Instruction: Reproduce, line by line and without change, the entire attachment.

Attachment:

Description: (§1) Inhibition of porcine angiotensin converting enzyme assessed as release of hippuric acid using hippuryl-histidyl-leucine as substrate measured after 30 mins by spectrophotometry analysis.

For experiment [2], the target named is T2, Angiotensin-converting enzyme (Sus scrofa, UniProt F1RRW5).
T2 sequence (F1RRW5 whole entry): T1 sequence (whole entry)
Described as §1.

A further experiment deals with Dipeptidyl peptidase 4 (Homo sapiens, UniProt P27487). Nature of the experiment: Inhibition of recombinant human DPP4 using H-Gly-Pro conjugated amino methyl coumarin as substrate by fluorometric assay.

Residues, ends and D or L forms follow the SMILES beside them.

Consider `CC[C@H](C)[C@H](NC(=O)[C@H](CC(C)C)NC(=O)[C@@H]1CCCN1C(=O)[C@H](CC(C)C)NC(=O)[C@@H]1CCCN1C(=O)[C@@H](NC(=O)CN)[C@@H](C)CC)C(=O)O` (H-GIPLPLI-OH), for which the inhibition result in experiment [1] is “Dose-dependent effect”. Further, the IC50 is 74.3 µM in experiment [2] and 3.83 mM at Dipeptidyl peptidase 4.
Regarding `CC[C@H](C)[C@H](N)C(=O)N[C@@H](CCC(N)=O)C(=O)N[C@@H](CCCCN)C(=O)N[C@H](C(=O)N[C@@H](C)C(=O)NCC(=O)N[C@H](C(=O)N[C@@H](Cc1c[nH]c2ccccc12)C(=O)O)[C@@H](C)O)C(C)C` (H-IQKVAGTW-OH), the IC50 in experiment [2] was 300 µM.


Description: (§1) Inhibition of porcine angiotensin converting enzyme assessed as release of hippuric acid using hippuryl-histidyl-leucine as substrate measured after 30 mins by spectrophotometry analysis.

For experiment [2], the target named is T2, Angiotensin-converting enzyme (Sus scrofa, UniProt F1RRW5).
T2 sequence (F1RRW5 whole entry): T1 sequence (whole entry)
Described as §1.

A further experiment deals with Dipeptidyl peptidase 4 (Homo sapiens, UniProt P27487). Nature of the experiment: Inhibition of recombinant human DPP4 using H-Gly-Pro conjugated amino methyl coumarin as substrate by fluorometric assay.

Residues, ends and D or L forms follow the SMILES beside them.

Consider `CC[C@H](C)[C@H](NC(=O)[C@H](CC(C)C)NC(=O)[C@@H]1CCCN1C(=O)[C@H](CC(C)C)NC(=O)[C@@H]1CCCN1C(=O)[C@@H](NC(=O)CN)[C@@H](C)CC)C(=O)O` (H-GIPLPLI-OH), for which the inhibition result in experiment [1] is “Dose-dependent effect”. Further, the IC50 is 74.3 µM in experiment [2] and 3.83 mM at Dipeptidyl peptidase 4.
Regarding `CC[C@H](C)[C@H](N)C(=O)N[C@@H](CCC(N)=O)C(=O)N[C@@H](CCCCN)C(=O)N[C@H](C(=O)N[C@@H](C)C(=O)NCC(=O)N[C@H](C(=O)N[C@@H](Cc1c[nH]c2ccccc12)C(=O)O)[C@@H](C)O)C(C)C` (H-IQKVAGTW-OH), the IC50 in experiment [2] was 300 µM.